It’s a bad group right now, but there are a couple starters available. Ola might end up being a starting RT, but I don’t know that he’s proven that yet. Reiff has been able to start, but he’s due more than he’s worth this year, and it’s his contract year.

Defensive Line: 4
Members (4): Ziggy Ansah, Devin Taylor, Caraun Reid, Gabe Wright

This group is stronger than the 4 rating would suggest.

Ansah is a top-flight edge rusher, and Devin Taylor is a solid, flexible player, despite his under-utilization early on. Last year, Reid showed he can start, and he still seems to be developing. The real problem is that, just like last offseason, they lost half the group. That has made the group very shallow.

The Lions will need to bring in (or back) at least one defensive tackle to start alongside Reid. They will also need to bring back depth players for the edge. Ansah and Taylor have shown they can terrorize offensive lines, but they can’t do it alone.

Some solid signings in free agency and maybe a draft pick or two could bring this up rapidly.

Linebackers: 5.5
Members (3): DeAndre Levy, Josh Bynes, Kyle Van Noy

Talk about a disappointing group last year. DeAndre Levy got injured, Stephen Tulloch never returned to form from his injury and Kyle Van Noy hasn’t lived up to his potential at all. Whitehead continuing his 2014-15 campaign was one of the bright spots, along with Josh Bynes. Unfortunately, Whitehead is no longer under contract.

This means that, right now, one of the strongest groups from last year is now pretty mediocre. Any unit with DeAndre Levy on it can only be so bad\ and Bynes has shown himself capable. Given the Lions’ preference for Nickel packages, this is certainly a serviceable group. If Whitehead returns, or a really good LB is drafted, this group could easily jump up a lot.

Defensive Backs: 7.5
Members (6): Darius Slay, Nevin Lawson, Quandre Diggs, Glover Quin, Don Carey, Alex Carter

On the positive side, the Defensive Backs continued their upward trend.

Darius Slay is on his way to establishing himself as an elite cornerback in the NFL. Quandre the Giant was a pleasant surprise, stepping in as an undersized sixth-round rookie, and playing very well. Nevin Lawson was up-and-down after stepping in for Mathis, but he showed a lot of potential in his effectively rookie campaign.

The problem is mostly one of track record. If everybody continues improving like they did last year and stays healthy, I think this is an 8 or 8.5. If Diggs had an aberrant performance last year, and Lawson stays inconsistent, I think it’s a 6. On balance I think 7.5 best describes the group.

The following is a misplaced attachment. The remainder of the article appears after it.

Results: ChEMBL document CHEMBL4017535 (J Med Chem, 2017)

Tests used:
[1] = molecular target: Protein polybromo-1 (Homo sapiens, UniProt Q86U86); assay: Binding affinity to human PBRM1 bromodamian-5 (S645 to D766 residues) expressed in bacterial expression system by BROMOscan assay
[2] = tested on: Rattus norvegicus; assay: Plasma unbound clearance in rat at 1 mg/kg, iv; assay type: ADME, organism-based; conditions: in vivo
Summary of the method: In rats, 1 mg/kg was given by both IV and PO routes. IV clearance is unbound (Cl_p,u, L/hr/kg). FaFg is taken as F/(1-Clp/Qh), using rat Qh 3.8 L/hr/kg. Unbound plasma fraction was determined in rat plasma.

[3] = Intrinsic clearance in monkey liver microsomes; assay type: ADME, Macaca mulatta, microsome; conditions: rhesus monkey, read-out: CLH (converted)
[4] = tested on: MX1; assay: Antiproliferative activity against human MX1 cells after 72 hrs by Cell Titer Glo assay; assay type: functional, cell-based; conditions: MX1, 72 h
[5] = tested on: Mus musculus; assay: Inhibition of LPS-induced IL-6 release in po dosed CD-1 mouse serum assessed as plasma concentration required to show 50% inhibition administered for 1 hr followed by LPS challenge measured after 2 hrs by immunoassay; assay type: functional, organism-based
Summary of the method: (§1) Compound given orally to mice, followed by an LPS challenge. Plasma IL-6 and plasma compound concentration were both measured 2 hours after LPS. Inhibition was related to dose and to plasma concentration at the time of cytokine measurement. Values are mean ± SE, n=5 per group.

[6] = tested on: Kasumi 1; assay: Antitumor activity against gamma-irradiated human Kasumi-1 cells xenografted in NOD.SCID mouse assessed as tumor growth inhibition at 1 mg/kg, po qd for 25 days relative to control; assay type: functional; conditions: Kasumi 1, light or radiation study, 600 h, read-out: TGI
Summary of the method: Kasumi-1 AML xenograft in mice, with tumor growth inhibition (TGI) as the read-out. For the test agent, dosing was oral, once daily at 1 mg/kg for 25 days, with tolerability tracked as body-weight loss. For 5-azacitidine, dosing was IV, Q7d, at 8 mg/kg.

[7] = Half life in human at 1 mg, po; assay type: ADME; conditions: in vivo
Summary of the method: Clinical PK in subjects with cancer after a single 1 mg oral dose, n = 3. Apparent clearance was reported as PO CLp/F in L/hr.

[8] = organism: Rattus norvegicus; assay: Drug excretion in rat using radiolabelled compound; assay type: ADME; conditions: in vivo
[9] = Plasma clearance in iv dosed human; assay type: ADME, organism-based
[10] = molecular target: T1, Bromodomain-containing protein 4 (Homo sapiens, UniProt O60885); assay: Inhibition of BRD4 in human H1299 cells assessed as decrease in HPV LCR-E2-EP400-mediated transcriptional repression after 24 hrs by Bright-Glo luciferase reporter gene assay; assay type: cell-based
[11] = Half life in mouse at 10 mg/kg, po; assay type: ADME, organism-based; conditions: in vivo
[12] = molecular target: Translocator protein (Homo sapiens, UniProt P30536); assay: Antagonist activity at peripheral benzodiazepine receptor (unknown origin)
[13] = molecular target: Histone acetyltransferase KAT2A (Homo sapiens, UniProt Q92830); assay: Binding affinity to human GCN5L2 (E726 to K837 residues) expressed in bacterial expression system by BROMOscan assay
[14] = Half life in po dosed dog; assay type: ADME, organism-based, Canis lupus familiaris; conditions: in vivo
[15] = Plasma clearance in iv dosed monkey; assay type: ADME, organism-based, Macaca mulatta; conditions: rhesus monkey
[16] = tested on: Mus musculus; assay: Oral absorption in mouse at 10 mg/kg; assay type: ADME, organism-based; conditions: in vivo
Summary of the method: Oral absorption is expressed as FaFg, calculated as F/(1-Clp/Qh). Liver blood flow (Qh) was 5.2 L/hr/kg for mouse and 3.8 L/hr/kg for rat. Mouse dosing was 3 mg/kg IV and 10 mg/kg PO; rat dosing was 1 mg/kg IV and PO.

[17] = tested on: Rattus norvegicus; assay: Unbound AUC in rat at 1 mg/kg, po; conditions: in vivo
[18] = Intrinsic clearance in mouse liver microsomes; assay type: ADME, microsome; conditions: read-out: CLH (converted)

Special Teams: 8.5
Members (2): Sam Martin, Matt Prater

This can be short and sweet. Sam Martin is one of the best punters in the NFL. Matt Prater is an incredibly reliable kicker with great range. Very little room for improvement here.

Needs and Expectations

With that breakdown in mind, here are the Lions' needs and expectations for free agency and the draft. I will follow that up with my idea for priorities, as well as suggestions for where I believe they would be best addressed.

Quarterback: The Lions need a back-up QB. They could take a flier on a young QB in the draft, or sign a vet. Jim Caldwell generally prefers a reliable vet, while the Patriots have shown a preference for young QBs to develop. It’s Quinn’s first year, so it’s hard to know what direction he’d prefer.

Receivers: What happens here will be significantly influenced by Calvin Johnson’s decision. Either way, the Lions are going to need another split end receiver, but the urgency certainly goes up with no Calvin. If Calvin is gone, they’ll need a second receiver to fill out the depth.

Rushers: With young, high-potential players that have been brought in recently, it’s unlikely there will be a significant investment of resources. At most I’d expect an older veteran to come in and just provide a little experience to the group.

Offensive Line: Leaving the right tackle position alone was probably the most unforgiveable mistake of the last offseason, and the concerns about Travis Swanson seemed to be warranted. It will be important to see how Quinn addresses those positions. They may also choose to either move on from Riley Reiff, or extend him.

Defensive Line: With so many defensive linemen leaving in free agency, I would expect some significant changes here. It’s unlikely that Reid and Wright are both the starting defensive tackles next year, so we should expect at least one more brought in. They’ll also need some depth at defensive end. I’d expect three more defensive linemen to come in to play at least a significant role next year.

Linebackers: The unit is largely set, but unless they’re completely sold on Van Noy (last year would at least indicate that Caldwell isn’t) I would expect one more notable acquisition. Either re-signing Whitehead, or a high draft pick is most likely.

Defensive Backs: I don’t think there will be many significant personnel changes to this unit. With the young, promising cornerbacks on the roster, the most I would expect is two completely depth CBs at most. They need to bring in another safety to start and after that probably one for depth. Keep an eye on Isa Abdul-Quddus, or expect a high level draft pick at safety.

Special Teams: Muhlbach will be Muhl-back and that’ll be the end of the unit.

Priorities

The way I will be describing the priorities will be interdependent. That is to say once a single need gets filled, what is the next biggest need? This will result in some positions being represented more than once and some not at all. This also doesn't distinguish between free agency needs and draft needs.

  1. Defensive line
  2. Safety
  3. Center
  4. Offensive tackle
  5. Defensive tackle
  6. Linebacker
  7. Rusher
  8. Backup quarterback
  9. Defensive end
  10. Wide receiver
  11. Safety
  12. Wide receiver
  13. Offensive tackle
  14. Cornerback